Other local leaders have slammed Dennison. Dia Carabajal, a former Auburn city councilor who is now running for state Assembly, urged the Cayuga County Legislature to censure Dennison and demand his resignation. Democratic congressional candidate Dana Balter called for Dennison's resignation. The Democratic members of the Auburn City Council chided Dennison for his letter that "included racial stereotypes, outright lies and a hostile tone that is an affront to the values of freedom and equality we share as Cayuga County residents as well as American citizens." 

In an interview with The Citizen, Dennison said he's not resigning and accused his critics of twisting his words. He said he wasn't referring to Cayuga County residents when he called protesters "idiots." He added that he supports the recent racial justice demonstrations that were held in Auburn. 

"I'm not a racist," he said. "I'm a realist, which is why I said the things I said." 

Dennison argued that a small percentage of people in every profession "suck," including police officers. But he believes that most police officers are good at their jobs and are being unfairly targeted. 

The nationwide protests began after the killing of George Floyd in Minneapolis. Floyd, who was Black, died after a police officer kneeled on his neck for nearly nine minutes. The officer, who was fired, has been charged with murder. 

"What happened to George Floyd was absolutely wrong," Dennison said. "That cop should spend the rest of his life in jail, but that shouldn't be the poster thing for all cops. It's just ridiculous." 

He repeated many of the same claims that were in his letter, but added that he never wrote that "Black lives didn't matter." He said he's had Black friends over the years, even though Cato is a predominantly white town.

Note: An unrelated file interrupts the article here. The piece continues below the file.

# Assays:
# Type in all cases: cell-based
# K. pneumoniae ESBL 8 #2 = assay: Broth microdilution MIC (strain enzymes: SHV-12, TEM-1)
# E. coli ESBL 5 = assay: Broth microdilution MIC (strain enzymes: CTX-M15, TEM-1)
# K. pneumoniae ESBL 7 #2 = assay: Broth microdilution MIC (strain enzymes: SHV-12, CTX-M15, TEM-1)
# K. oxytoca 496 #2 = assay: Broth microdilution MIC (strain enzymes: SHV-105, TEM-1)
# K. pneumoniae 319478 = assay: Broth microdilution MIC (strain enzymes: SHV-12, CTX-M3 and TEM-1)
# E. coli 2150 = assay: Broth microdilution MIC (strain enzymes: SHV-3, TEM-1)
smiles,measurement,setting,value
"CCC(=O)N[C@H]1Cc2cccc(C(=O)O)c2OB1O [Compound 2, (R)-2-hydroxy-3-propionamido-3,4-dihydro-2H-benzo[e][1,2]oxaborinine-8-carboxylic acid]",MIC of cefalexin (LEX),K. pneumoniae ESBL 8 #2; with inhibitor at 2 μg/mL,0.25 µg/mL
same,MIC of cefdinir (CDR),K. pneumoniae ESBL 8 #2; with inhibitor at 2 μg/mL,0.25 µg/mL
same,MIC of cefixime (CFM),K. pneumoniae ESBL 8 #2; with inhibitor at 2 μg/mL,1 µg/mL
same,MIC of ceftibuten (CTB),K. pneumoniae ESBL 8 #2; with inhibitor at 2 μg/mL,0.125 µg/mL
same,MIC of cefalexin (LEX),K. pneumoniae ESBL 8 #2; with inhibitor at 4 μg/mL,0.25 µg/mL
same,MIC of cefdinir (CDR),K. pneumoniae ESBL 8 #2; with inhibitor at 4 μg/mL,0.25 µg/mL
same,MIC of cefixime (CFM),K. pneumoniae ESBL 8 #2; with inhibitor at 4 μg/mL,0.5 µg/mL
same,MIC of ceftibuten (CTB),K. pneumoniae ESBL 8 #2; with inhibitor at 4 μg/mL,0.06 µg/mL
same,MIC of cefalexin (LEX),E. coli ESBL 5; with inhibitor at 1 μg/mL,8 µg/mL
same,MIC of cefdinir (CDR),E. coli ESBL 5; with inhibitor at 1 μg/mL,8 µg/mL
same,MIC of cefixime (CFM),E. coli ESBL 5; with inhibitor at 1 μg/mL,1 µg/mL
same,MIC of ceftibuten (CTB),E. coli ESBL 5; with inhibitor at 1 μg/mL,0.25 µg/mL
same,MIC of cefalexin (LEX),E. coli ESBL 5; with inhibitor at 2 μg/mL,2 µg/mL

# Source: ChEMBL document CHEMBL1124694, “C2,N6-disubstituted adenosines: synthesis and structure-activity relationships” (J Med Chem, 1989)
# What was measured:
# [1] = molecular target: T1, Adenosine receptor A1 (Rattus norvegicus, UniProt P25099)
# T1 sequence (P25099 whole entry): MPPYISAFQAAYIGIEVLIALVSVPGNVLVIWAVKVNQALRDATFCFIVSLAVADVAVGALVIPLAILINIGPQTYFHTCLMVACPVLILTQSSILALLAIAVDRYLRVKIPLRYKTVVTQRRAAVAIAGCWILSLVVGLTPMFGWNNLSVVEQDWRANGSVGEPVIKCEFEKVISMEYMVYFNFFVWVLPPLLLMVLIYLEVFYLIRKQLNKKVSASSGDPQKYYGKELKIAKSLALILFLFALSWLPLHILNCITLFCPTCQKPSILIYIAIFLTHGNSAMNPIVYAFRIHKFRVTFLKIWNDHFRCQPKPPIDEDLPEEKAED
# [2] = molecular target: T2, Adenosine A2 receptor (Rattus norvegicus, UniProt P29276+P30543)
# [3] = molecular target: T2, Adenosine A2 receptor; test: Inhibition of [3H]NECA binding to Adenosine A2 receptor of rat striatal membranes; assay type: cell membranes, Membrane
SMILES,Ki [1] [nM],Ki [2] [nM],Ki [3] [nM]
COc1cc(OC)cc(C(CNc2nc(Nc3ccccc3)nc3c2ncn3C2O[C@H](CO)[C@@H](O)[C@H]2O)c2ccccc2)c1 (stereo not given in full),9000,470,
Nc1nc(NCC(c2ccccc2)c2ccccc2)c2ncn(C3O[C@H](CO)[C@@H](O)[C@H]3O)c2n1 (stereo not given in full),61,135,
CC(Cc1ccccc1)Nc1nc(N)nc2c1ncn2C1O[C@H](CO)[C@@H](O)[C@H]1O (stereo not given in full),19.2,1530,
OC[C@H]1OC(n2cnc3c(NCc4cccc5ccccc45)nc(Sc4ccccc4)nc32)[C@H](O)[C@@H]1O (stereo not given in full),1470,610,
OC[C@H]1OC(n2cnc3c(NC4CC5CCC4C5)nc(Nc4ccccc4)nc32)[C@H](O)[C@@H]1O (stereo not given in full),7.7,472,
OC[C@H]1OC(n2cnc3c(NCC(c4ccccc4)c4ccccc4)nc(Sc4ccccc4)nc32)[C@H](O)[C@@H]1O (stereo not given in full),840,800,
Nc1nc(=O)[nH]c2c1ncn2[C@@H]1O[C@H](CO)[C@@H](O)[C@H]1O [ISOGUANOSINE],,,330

"They can twist whatever I said however they want, but I've had just as much good feedback as I have had bad feedback because I think there's a lot of people out there who want to say the same thing," Dennison said. "They just don't." 

Members of the Cayuga County Legislature haven't commented on Dennison's letter. Cayuga County Legislature Chairwoman Aileen McNabb-Coleman wrote in an email to The Citizen Monday that half of the legislators met Sunday and the remaining members gathered Monday to discuss the matter. Neither of those meetings was previously announced. 

As of this writing, no other information about the meetings or any potential action against Dennison has been released. There is a special legislature meeting scheduled for Tuesday. 

"We are eager to respond to both the letter and the public outcry," McNabb-Coleman wrote. 

Politics reporter Robert Harding can be reached at (315) 282-2220 or robert.harding@lee.net. Follow him on Twitter @robertharding.

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Online producer and politics reporter

I have been The Citizen's online producer and politics reporter since December 2009. I'm the author of the Eye on NY blog and write the weekly Eye on NY column that appears every Sunday in the print edition of The Citizen and online at auburnpub.com.